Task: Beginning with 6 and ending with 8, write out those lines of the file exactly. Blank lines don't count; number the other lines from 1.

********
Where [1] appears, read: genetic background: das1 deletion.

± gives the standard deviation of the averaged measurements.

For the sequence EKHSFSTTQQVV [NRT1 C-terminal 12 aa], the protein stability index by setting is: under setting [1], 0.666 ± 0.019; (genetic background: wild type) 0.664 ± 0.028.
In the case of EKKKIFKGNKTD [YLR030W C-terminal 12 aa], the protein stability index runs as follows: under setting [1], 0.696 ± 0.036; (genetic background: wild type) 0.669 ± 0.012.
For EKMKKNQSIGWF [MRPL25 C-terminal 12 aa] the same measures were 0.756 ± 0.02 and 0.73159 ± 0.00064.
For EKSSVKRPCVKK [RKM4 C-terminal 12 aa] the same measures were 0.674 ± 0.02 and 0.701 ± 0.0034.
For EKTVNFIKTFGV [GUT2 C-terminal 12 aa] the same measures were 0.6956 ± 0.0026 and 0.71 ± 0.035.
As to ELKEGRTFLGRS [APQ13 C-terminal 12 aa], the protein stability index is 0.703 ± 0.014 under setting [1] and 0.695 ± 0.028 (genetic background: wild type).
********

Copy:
For EKSSVKRPCVKK [RKM4 C-terminal 12 aa] the same measures were 0.674 ± 0.02 and 0.701 ± 0.0034.
For EKTVNFIKTFGV [GUT2 C-terminal 12 aa] the same measures were 0.6956 ± 0.0026 and 0.71 ± 0.035.
As to ELKEGRTFLGRS [APQ13 C-terminal 12 aa], the protein stability index is 0.703 ± 0.014 under setting [1] and 0.695 ± 0.028 (genetic background: wild type).